Chumming: Attracting Fish to Your Spot
sing chum, or fish scraps, to attract fish to a specific fishing spot. It is commonly used in saltwater fishing but can also be effective in freshwater fishing, particularly for bottom-feeding or scavenger fish.
The process of chumming involves scattering fish scraps, or chum, into the water to create a scent trail. This scent trail attracts fish to the area and stimulates their feeding instincts. By creating a concentrated source of food, chumming can increase your chances of catching fish.
There are several benefits to chumming. Firstly, it helps to attract fish to your designated spot. This is particularly useful when fishing in open waters where fish can be scattered and difficult to locate. Chumming can also stimulate feeding behavior in fish, making them more active and aggressive in pursuing bait. Additionally, chumming can attract a variety of fish species, giving you a greater chance of a successful catch.
When chumming, it is important to avoid attracting unwanted or non-target fish species. This can be achieved by using specific types of chum that are more attractive to your target species and less appealing to other fish. For example, using oily or fatty fish scraps as chum can attract predator species like tuna or sharks, while using grain-based chum can attract bottom-feeding species like carp or catfish.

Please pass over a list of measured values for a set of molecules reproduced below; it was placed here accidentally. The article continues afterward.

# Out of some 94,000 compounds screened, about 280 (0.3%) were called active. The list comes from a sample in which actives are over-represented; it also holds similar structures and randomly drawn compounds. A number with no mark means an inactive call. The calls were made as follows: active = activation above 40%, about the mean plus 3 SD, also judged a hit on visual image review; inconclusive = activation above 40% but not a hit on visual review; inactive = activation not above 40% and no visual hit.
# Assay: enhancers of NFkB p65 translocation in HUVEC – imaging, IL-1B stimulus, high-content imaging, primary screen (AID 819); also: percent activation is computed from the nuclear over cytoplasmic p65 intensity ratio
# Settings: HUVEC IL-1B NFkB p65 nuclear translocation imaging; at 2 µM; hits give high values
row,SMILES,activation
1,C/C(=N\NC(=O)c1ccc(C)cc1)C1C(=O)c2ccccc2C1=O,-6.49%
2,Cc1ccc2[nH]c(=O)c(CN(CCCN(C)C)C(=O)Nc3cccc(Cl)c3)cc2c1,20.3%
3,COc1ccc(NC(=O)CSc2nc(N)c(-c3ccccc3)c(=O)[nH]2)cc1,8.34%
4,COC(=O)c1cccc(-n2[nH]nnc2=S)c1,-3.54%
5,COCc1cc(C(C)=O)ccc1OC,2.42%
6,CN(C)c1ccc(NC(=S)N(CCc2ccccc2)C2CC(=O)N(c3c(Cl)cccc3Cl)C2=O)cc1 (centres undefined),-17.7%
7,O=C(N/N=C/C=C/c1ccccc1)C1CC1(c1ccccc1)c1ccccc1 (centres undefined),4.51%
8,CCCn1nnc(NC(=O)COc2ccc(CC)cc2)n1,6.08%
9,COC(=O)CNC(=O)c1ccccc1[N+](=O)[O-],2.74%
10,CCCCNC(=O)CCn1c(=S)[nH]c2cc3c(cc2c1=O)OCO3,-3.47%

There are several techniques and examples of chumming that fishermen use. One common method is “chunking,” where chunks of fish scraps are thrown into the water to create a chum line. This technique works best when the current is calm, allowing the chum to disperse and create a scent trail. Another method is using frozen chum blocks, which are cheaper and easier to transport compared to fresh fish scraps. These blocks can be placed in a chum bag or container and hung off the side of the boat to slowly release chum into the water.
Live bait chumming is another effective technique, particularly when targeting larger fish species like sardines, yellowtail, tuna, or sharks. This involves using live bait as chum, either by dropping them directly into the water or by attaching them to a fishing line and letting them swim freely in the water. The movement and scent of the live bait attract predatory fish, increasing your chances of a successful catch.
Fish oil attractants can also be used for chumming. Fish oil, such as menhaden oil, has a strong smell that can attract fish species. It can be dripped or sprayed onto the water surface to create a scent trail. This attractant is particularly effective for attracting fish that rely on their sense of smell, such as salmon or trout.
While chumming is mostly associated with saltwater fishing, it can also be used in freshwater fishing. However, it is most effective for fish that feed on the bottom or are scavengers. Fish that hunt their prey, like pike or bass, are less susceptible to chumming.
Chumming from the beach is not as popular as it can be challenging to get the chum where you cast your line. When fishing in the surf, it is important to cast your bait beyond the sandbars where the waves break, as this is where fish are more likely to hold and feed.
In conclusion, chumming is an effective technique for attracting fish to a specific fishing spot. By scattering fish scraps or using live bait or fish oil attractants, you can create a scent trail that draws fish to your area and stimulates their feeding instincts. Chumming can increase your chances of a successful catch and is a popular technique among both saltwater and freshwater fishermen.